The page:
"And so usually a trusted caporegime would be sent out to rent a secret apartment and fill it with mattresses. That apartment would be used as a sally port into the city when an offensive was mounted."

The phrase is used several times during the film, including one pivotal scene where James Caan's character, Sonny Corleone, decries a suggestion made by Robert Duvall's Tom Hagen that the Corleone crime family meet with rival gangster, Virgil "The Turk" Sollozzo.

Caan's Sonny Corleone says: "No, no, no, no more Consigliere. Not this time. No more meetings, no more discussions, no more Sollozzo tricks. Give them one message: I want Sollozzo. If not, it's all out war. We go to the mattresses."

The phrase may in fact have its roots in 16th century Italian folklore, which describes that, during a siege of Florence, mattresses were used to defend the bell tower of San Miniato al Monte. The tower was used defensively during the attack to protect the city.

Other crowd-sourced, modern interpretations of the phrase do not appear to reflect Donald Trump Jr's understanding of to "go all in" either.

The phrase has been used in some other contexts, such as sports coverage, but is still built around the idea of taking a warlike stance.

While Trump Jr's ancestors on his father's side are German and Scottish, not Italian, it has been noted that the Trump family and Trump's senior's presidential administration has often been targeted with comparisons to the wider mafioso culture, including the particular language associated with it.

Donald Trump has on more than occasion reported to have asked for strongly-caveated favors from powerful individuals, seen by some as a haunting evocation of one of The Godfather's most famous lines.

In a phone call shared by the Washington Post after the 2020 presidential election, Donald Trump was recorded making menacing remarks to Georgia secretary of state Brad Raffensperger, urging him to "find the votes" and overturn the election results, at one point suggesting failure to do so would be "a big risk."

Moreover, his request for a "favor" from Ukrainian president Volodymyr Zelensky to dig up dirt on the Bidens, appearing to threaten to withhold aid as a consequence of failure, was similarly evocative and ultimately led to Trump's first impeachment.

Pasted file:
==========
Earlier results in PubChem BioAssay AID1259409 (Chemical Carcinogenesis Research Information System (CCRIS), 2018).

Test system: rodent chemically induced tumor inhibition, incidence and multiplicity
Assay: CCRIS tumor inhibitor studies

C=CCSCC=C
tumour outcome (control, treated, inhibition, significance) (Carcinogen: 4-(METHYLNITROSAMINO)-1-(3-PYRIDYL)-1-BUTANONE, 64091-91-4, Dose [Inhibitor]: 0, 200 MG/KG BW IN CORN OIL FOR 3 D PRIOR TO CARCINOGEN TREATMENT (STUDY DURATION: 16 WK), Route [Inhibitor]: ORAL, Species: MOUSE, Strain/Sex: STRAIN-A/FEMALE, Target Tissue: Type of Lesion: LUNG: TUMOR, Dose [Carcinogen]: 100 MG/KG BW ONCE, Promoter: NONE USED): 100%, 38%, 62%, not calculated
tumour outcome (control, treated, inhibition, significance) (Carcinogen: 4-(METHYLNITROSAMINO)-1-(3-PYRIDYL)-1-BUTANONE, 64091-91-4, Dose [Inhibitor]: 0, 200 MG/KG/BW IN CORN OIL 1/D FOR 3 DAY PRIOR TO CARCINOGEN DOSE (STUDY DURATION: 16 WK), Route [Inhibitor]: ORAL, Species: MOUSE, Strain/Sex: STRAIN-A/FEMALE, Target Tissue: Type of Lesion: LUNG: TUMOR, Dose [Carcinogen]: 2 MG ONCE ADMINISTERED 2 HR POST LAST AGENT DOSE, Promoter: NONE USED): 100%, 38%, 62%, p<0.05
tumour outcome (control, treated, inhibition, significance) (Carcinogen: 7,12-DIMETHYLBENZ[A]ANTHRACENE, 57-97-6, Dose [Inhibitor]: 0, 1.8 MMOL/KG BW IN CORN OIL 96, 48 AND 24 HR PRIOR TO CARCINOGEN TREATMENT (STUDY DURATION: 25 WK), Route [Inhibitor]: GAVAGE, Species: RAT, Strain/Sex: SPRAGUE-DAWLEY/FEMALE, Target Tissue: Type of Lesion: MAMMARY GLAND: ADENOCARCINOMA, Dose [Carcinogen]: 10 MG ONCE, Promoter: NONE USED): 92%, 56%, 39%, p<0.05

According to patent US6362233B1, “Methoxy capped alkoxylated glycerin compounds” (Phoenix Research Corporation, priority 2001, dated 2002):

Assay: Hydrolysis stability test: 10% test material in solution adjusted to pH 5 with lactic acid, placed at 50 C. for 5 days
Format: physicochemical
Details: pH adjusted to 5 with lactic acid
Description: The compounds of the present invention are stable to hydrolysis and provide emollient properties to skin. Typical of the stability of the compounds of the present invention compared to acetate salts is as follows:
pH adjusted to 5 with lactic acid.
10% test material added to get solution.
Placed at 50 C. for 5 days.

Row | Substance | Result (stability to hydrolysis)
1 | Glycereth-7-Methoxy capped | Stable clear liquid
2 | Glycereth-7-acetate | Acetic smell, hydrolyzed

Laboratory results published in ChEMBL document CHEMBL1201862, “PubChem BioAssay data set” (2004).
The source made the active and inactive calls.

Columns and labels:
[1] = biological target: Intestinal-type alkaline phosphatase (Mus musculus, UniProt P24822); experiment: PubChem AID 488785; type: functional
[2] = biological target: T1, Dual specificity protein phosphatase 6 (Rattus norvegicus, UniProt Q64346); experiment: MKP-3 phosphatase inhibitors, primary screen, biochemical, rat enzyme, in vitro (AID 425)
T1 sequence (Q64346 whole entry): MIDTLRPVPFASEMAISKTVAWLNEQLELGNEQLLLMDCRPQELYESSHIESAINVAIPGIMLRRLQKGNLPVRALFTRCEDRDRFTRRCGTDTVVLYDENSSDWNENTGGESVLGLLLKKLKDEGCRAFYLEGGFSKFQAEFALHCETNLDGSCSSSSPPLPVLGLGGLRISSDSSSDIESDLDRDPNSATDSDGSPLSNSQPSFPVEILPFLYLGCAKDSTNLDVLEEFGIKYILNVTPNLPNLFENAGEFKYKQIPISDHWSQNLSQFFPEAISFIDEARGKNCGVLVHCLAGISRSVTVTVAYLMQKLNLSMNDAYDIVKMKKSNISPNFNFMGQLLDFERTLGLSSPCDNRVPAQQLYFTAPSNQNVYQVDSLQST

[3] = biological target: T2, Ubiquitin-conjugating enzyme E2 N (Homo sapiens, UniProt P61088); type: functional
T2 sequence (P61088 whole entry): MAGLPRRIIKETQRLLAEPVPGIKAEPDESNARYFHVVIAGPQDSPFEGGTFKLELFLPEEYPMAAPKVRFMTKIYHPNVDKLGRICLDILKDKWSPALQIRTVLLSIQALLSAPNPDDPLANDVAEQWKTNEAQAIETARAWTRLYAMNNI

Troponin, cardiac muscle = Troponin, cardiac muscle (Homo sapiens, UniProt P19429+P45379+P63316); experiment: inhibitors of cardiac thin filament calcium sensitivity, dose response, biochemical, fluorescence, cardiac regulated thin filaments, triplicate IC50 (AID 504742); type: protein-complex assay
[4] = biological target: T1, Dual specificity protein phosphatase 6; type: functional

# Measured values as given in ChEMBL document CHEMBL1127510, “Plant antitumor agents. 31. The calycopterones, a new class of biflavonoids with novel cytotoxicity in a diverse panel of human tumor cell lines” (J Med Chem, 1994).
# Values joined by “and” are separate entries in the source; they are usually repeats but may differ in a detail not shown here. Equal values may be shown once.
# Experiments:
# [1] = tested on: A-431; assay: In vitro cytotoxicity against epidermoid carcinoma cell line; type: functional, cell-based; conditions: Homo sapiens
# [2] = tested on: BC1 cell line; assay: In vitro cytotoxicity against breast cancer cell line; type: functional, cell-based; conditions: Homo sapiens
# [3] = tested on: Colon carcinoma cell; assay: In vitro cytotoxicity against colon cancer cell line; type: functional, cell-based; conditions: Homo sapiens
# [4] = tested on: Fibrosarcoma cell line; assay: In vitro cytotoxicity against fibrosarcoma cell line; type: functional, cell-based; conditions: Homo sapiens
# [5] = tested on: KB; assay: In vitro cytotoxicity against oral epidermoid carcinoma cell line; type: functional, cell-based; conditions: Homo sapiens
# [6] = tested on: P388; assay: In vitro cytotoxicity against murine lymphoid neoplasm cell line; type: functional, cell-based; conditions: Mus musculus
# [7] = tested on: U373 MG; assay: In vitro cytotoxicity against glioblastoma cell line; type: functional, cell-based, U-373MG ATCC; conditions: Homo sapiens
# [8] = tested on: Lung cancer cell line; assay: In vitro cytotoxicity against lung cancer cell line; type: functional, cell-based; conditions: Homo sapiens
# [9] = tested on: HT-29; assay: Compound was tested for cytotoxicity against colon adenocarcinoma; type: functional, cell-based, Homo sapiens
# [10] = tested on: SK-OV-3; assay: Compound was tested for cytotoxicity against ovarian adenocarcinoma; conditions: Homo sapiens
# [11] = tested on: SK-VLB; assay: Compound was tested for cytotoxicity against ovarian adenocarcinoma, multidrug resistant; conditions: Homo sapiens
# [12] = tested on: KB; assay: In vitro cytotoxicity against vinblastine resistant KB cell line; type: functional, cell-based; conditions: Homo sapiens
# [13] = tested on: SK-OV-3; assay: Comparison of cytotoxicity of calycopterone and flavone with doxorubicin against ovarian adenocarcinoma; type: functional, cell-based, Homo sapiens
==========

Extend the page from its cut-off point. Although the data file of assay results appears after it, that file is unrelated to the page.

Trump's former attorney Michael Cohen also said Trump made "mafia-style" threats to Mike Pence, while Trump himself called Cohen "a rat," criminal lingo synonymous with "snitches" or informants.

In 2020, actor Jim Carrey compared Donald Trump to Al Pacino's Michael Corleone, who shifts slowly from civilian to head of his family's criminal empire.

Referring to a harrowing scene in which Michael orders the murder of several enemies while he attends his nephew's baptism, Carrey said: "Watching Trump accept the nomination of the Republican Party in the people's house during a pandemic he exacerbated was like watching Michael Corleone swear a sacred oath while his underlings settled scores across the city."

However, others have made more withering comparisons; both Donald Trump and Don Jr have also been compared to the weak and deceitful Fredo Corleone, too.

Robert De Niro, who played a young Don Corleone in 1974's The Godfather Part II, said in an interview on the BBC's The Graham Norton Show that the former president lacked the "honor" of an authentic gangster.

Of course, Donald Trump Jr is not the first public figure to misconstrue or mess up pop culture references to embarrassing effect.

Famously Ronald Raegan used the Bruce Springsteen song "Born In The USA" throughout a 1984 campaign seemingly without acknowledging the song's rhetoric, a clear rally against American exceptionalism and the country's collective attitude to war.

The Ruling

Fact Check - True


Donald Trump Jr's request to Mark Meadows to "go to the mattresses" was a phrase used in The Godfather. However, his application of this phrase seems to be somewhat misjudged. To "go to the mattresses" means to take extremely strident and protective steps in a gang war. There also doesn't appear to be any context surrounding the texts that would make the use of the phrase any more relevant. The content of the exchange implies that Trump Jr was requesting Meadows make greater efforts to convince his father to stop the riots.

FACT CHECK BY Newsweek's Fact Check team